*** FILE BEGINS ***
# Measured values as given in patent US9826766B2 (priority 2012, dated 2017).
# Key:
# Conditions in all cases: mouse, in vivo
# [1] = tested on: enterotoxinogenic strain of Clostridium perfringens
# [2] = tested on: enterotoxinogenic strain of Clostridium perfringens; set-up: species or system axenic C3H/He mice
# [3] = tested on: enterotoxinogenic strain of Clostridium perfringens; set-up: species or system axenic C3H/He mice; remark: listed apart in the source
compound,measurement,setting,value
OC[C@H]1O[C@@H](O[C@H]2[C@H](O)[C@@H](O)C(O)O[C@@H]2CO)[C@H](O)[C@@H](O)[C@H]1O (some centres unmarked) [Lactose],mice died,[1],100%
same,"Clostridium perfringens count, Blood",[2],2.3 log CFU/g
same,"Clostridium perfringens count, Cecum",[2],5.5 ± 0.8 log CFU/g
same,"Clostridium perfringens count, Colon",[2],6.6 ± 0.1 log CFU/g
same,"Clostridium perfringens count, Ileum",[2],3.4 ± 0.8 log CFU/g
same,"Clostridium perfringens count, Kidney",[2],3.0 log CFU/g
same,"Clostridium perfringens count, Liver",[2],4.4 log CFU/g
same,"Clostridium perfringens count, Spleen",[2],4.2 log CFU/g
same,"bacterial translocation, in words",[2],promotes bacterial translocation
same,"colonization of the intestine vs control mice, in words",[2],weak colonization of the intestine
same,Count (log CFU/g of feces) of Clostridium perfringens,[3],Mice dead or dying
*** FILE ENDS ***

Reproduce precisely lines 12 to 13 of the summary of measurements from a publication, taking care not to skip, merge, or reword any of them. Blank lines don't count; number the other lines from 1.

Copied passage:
same,"Clostridium perfringens count, Ileum",[2],3.4 ± 0.8 log CFU/g
same,"Clostridium perfringens count, Kidney",[2],3.0 log CFU/g